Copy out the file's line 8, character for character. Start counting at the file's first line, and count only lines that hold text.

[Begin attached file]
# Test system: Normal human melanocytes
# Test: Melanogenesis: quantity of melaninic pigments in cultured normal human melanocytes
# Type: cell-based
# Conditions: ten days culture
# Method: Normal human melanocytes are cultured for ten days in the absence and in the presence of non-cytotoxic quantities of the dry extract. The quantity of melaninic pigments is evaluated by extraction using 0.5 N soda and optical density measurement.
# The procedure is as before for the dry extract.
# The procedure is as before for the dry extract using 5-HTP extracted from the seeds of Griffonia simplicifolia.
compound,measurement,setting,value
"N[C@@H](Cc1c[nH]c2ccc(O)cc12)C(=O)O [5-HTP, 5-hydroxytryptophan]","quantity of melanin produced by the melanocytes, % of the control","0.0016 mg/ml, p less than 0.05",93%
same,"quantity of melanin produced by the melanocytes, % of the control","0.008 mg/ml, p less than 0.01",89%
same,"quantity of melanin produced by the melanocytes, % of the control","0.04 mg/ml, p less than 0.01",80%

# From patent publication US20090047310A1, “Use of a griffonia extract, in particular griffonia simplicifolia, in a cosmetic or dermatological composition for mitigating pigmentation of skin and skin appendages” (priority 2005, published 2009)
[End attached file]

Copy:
compound,measurement,setting,value